Handling the four political barriers to strategy execution

Many CEOs or managers often find themselves up against organisational politics that impede strategy execution. Historical divisions and entrenched power structures can create barriers to desired change. Navigating these political domains in organisations require awareness of two important dimensions. First is the spectrum at which the political activity takes place between the individual or organisational level. The second dimension is the source of informal or formal power. Using these two dimensions, the four typical types of organisational politics can be described as “the weeds”, “the rocks”, “the high ground”, and “the woods”. Here’s how to approach these situations:

The weeds – The weeds, where individual influence and informal networks rule, can naturally form without any deliberate effort. To deal with the weeds, seek to understand the informal networks at play and identify the key influence brokers, so you can isolate them and increase your own influence.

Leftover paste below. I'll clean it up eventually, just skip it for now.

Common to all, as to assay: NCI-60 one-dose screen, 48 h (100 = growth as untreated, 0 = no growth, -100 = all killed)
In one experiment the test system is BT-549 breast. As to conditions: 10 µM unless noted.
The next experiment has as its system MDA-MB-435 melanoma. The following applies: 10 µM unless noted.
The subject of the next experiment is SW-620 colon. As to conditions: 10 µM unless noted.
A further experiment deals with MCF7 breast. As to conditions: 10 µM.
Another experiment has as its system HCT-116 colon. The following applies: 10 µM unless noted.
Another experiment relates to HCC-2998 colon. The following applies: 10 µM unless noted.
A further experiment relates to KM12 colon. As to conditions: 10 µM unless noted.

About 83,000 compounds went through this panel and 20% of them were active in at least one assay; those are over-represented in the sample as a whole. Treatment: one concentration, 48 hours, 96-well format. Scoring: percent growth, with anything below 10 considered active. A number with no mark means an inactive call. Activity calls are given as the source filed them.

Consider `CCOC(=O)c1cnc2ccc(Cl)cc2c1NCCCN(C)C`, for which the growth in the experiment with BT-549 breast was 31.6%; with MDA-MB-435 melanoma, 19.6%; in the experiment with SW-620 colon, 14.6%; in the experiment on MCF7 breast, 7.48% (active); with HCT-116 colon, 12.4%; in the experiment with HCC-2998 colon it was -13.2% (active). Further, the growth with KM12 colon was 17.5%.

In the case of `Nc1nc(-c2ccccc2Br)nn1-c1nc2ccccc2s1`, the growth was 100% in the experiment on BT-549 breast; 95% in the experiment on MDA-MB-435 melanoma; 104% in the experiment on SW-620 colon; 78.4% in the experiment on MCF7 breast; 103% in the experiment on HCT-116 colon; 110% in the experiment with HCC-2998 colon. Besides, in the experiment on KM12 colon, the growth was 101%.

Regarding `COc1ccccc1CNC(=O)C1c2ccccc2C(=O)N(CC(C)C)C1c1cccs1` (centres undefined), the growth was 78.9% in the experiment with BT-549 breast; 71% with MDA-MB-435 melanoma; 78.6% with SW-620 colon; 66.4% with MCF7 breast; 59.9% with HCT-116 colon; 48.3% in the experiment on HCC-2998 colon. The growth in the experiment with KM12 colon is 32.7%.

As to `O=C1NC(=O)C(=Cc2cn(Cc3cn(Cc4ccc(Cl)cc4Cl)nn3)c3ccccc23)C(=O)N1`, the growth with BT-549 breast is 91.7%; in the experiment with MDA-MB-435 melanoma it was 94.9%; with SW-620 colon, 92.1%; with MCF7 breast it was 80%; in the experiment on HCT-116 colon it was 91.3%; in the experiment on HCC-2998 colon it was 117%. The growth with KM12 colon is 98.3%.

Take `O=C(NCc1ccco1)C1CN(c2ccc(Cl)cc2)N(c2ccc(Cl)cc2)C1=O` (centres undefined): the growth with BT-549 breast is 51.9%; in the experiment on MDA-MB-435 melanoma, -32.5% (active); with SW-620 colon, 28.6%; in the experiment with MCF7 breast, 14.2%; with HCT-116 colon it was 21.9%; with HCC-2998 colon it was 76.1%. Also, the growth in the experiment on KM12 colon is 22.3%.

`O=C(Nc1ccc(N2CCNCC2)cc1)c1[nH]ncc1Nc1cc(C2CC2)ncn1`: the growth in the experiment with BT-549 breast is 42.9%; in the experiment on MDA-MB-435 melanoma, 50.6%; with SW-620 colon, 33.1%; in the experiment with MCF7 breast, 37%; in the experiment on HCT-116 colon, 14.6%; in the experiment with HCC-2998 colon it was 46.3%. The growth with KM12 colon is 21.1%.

The rocks – Navigating the terrain here, where individuals have formal sources of authority reign, consists of redirecting the energy of a dysfunctional leader, either through reasoned argument or by appealing to their interests.

The high ground – If you find yourself on the high ground, which combines formal authority embedded within organisational systems such as committees, you can suggest that a separate group or task force (e.g. Innovation Lab) needs to be set up to examine an issue or bridge silos. It can create an unconstrained ‘working space’ outside of the norms and routines of the organisation.

The woods – The woods are characterised by organisations with implicit norms, hidden assumptions and unspoken routines. The key here is to make the implicit explicit and bring those implicit routines and behaviours to the surface. Ask external stakeholders and specialist experts about their observations of the company or get information from benchmark surveys. Once the implicit assumptions are out in the open, ask your team to reflect on how those assumptions are helping or hindering the strategy.




Strategy Improvement Quest

The quest to building strategic skills can be challenging without understanding the process of deriving strategy.